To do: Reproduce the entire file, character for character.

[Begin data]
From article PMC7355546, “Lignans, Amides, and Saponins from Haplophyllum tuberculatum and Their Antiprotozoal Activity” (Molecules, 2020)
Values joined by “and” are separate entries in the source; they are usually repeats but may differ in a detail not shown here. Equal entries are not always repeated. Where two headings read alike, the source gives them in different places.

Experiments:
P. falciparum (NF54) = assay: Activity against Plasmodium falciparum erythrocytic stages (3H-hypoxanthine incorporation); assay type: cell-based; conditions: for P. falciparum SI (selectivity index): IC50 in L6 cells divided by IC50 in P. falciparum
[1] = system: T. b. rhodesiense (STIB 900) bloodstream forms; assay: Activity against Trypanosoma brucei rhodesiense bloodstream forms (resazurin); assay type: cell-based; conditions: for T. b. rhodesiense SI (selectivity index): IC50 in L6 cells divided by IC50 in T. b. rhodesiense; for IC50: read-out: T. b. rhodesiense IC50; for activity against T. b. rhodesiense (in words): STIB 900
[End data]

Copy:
From article PMC7355546, “Lignans, Amides, and Saponins from Haplophyllum tuberculatum and Their Antiprotozoal Activity” (Molecules, 2020)
Values joined by “and” are separate entries in the source; they are usually repeats but may differ in a detail not shown here. Equal entries are not always repeated. Where two headings read alike, the source gives them in different places.

Experiments:
P. falciparum (NF54) = assay: Activity against Plasmodium falciparum erythrocytic stages (3H-hypoxanthine incorporation); assay type: cell-based; conditions: for P. falciparum SI (selectivity index): IC50 in L6 cells divided by IC50 in P. falciparum
[1] = system: T. b. rhodesiense (STIB 900) bloodstream forms; assay: Activity against Trypanosoma brucei rhodesiense bloodstream forms (resazurin); assay type: cell-based; conditions: for T. b. rhodesiense SI (selectivity index): IC50 in L6 cells divided by IC50 in T. b. rhodesiense; for IC50: read-out: T. b. rhodesiense IC50; for activity against T. b. rhodesiense (in words): STIB 900